As of 2002, hourly earnings for light or delivery service truck drivers were around $11.48, with the top 10% earning more than $20.68 per hour. Earnings for truck drivers vary by industry segment with the median hourly rates for the industries employing the largest number of light or delivery service truck drivers being:
IndustryMedian Hourly RateCouriers$17.48General freight trucking$14.92Grocery and related product wholesalers$12.26Building materials and supply dealers$10.83Automotive parts, accessories, and tire stores$7.82
As of 2002, hourly earnings for drivers/sales persons were around $9.92, with the top 10% earning more than $19.60 per hour. Earnings for truck drivers vary by industry segment with the median hourly rates for the industries employing the largest number of drivers/sales persons being:
IndustryMedian Hourly RateSpecialty food stores$14.98Dry cleaning and laundry services$14.74Grocery and related product wholesalers$12.66Linen service$6.78Full-service restaurants$6.47
Training and Education Required to Become a Truck Driver
A high school degree is not absolutely required to become a truck driver, but it is strongly preferred. State and Federal regulations govern the qualifications to become a truck driver. In many states, a regular driver’s license is all that is necessary to drive light trucks and vans. Drivers of heavy trucks, those of 26,000 pounds GVW or more, or drivers of hazardous cargos, must obtain a commercial driver’s license (CDL) from the state in which they reside. To obtain a CDL, an individual must pass a written test on rules and regulations, and then demonstrate that they can operate a commercial truck safely.
The U.S. DOT has further requirements for drivers engaged in interstate commerce (drivers who drive trucks across state lines). Such drivers must be at least 21 years old. They must also pass a physical every two years (20/40 vision, not color blind, adequate hearing, normal use of limbs, no epilepsy or insulin-controlled diabetes).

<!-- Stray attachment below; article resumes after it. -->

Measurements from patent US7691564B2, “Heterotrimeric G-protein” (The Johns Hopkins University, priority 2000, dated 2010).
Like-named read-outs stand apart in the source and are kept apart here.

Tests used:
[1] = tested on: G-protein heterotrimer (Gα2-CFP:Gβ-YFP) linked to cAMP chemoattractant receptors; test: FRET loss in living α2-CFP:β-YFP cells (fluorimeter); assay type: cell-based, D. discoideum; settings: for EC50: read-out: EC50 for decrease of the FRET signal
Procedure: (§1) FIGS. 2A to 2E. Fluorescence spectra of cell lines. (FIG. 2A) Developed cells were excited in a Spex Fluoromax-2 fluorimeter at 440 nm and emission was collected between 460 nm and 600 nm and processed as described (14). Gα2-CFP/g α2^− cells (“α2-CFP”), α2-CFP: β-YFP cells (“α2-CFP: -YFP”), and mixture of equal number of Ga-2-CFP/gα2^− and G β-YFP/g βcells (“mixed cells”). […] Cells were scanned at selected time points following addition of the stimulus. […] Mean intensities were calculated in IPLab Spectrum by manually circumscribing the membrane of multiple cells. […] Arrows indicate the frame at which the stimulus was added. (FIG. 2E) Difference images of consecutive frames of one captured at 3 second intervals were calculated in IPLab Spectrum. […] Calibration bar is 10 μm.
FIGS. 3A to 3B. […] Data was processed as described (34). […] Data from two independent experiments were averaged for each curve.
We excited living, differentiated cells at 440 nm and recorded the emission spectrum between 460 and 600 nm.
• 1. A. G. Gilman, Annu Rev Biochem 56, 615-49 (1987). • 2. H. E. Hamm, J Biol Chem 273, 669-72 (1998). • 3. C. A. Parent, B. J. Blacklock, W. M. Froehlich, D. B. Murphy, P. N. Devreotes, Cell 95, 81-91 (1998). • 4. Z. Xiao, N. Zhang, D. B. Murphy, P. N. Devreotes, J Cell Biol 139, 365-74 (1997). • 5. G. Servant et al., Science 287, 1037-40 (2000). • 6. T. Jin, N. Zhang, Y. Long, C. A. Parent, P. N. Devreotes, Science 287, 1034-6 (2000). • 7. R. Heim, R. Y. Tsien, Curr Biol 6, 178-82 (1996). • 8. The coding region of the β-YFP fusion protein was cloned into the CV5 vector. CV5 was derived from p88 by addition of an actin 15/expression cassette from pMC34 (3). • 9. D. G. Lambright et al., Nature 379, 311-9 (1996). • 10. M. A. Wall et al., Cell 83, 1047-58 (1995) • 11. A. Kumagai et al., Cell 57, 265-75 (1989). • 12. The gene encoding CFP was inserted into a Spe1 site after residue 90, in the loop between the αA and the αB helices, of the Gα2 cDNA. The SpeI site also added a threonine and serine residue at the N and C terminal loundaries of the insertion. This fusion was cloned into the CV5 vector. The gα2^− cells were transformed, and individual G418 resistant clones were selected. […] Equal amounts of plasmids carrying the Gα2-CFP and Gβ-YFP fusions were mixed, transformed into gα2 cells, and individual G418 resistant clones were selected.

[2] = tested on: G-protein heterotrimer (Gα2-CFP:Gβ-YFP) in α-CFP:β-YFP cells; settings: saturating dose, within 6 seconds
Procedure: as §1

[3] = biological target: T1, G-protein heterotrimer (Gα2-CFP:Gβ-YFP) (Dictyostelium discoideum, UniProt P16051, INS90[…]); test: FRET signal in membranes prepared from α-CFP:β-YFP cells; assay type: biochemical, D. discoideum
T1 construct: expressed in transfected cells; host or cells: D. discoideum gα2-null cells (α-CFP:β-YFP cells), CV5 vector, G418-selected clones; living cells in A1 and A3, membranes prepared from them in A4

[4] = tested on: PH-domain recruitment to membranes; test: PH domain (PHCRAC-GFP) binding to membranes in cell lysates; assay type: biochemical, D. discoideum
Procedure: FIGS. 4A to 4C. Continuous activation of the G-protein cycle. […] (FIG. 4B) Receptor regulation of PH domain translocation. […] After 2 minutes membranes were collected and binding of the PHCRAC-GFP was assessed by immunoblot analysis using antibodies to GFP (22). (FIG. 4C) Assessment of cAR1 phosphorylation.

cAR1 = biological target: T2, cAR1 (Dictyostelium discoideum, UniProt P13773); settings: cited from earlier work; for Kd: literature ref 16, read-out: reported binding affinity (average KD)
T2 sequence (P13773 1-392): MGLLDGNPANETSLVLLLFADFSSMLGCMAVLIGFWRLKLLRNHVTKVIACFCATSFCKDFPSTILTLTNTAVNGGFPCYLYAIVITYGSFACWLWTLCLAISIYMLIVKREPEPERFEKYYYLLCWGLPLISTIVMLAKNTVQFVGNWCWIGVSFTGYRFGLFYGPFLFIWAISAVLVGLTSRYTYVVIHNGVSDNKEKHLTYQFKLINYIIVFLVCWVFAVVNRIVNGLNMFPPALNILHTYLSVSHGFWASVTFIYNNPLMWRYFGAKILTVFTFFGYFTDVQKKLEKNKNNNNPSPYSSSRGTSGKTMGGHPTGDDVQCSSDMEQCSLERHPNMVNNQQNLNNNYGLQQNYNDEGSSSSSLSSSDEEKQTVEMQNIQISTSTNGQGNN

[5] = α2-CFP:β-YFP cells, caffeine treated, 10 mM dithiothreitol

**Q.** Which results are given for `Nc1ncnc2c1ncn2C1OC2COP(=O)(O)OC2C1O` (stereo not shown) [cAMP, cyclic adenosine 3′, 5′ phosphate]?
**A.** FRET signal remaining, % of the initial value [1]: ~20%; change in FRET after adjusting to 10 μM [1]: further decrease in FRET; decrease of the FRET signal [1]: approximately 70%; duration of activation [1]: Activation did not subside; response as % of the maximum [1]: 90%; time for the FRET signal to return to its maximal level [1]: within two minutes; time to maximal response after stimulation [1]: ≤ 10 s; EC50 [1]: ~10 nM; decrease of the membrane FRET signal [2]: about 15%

Federal law also requires that drivers submit to alcohol and drug tests as a condition of employment. Random drug testing is also required.
Interstate commerce drivers must also pass a written test on the Motor Carrier Safety Regulations of the U.S. DOT.
Most individuals who wish to obtain a CDL get their training from a public or private vocational/technical school that offers a tractor-trailer driver program. The Professional Truck Driver Institute (PDTI) certifies driver training programs offered by schools. An individual wishing to drive for a particular company should check that they will accept the training from a particular truck driver training program. Many companies also give new drivers some informal training that is usually only a couple of hours in duration. New drivers may also ride with experienced drivers before being assigned their own runs. Additional training may be offered by companies to operate specialized trucks or handle hazardous materials.
Click here for information on Truck Driving Schools and the programs that they offer.
Truck Driver Employment
In 2002, there were about 3.2 million truck drivers in the United States. Of this, almost 88% were truck drivers, and the remainder were drivers/sales workers. The truck transportation industry employs over 25% of all truck drivers. The remainder work for many different industries. Over 10% of truck drivers are self-employed.
Truck Driver Job Outlook
The need for truck drivers is expected to grow as fast as the average for all occupations over most of the next decade. The demand for driver/sales workers is expected to grow more slowly than the average over the same period of time.